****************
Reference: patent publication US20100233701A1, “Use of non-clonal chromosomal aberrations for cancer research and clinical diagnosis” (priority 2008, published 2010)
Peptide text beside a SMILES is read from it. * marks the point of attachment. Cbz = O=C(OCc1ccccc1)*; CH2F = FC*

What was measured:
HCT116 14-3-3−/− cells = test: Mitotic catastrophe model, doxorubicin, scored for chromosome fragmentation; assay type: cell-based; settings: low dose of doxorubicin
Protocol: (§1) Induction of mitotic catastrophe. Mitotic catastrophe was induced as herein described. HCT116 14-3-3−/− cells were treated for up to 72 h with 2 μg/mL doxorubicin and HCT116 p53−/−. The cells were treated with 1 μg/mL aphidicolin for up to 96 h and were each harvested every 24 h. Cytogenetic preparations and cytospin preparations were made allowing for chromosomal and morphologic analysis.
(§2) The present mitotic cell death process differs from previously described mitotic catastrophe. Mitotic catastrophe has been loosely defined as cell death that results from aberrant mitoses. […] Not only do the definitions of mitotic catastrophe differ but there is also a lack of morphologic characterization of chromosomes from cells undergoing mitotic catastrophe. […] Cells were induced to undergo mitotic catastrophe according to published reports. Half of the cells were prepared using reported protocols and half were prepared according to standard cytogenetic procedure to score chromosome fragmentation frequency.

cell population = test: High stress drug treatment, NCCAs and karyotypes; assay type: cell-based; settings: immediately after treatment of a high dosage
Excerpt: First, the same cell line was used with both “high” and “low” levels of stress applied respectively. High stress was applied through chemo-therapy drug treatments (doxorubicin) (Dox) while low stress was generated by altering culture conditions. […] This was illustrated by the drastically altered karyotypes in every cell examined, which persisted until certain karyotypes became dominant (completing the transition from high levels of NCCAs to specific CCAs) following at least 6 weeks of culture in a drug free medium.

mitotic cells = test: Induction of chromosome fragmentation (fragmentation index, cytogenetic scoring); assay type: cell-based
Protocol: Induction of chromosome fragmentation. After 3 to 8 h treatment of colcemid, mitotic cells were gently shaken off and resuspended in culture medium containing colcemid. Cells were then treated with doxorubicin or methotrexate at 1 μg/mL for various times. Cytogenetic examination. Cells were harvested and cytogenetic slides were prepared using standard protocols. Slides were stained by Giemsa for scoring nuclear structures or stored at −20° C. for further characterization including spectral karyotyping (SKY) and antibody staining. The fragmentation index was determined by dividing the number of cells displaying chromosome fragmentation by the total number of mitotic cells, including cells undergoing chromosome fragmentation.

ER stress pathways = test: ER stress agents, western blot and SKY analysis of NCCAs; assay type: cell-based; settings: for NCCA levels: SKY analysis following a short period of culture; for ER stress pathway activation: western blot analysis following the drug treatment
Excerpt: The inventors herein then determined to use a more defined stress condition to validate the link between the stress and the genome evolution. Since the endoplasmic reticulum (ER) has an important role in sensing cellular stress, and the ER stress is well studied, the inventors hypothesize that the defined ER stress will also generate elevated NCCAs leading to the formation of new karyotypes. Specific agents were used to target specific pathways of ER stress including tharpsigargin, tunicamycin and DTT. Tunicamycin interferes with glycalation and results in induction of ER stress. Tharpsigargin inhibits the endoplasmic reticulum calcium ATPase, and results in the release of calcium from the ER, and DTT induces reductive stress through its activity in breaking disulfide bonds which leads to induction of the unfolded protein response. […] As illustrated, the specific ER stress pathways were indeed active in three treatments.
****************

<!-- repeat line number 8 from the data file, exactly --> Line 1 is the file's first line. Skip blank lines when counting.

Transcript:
Excerpt: First, the same cell line was used with both “high” and “low” levels of stress applied respectively. High stress was applied through chemo-therapy drug treatments (doxorubicin) (Dox) while low stress was generated by altering culture conditions. […] This was illustrated by the drastically altered karyotypes in every cell examined, which persisted until certain karyotypes became dominant (completing the transition from high levels of NCCAs to specific CCAs) following at least 6 weeks of culture in a drug free medium.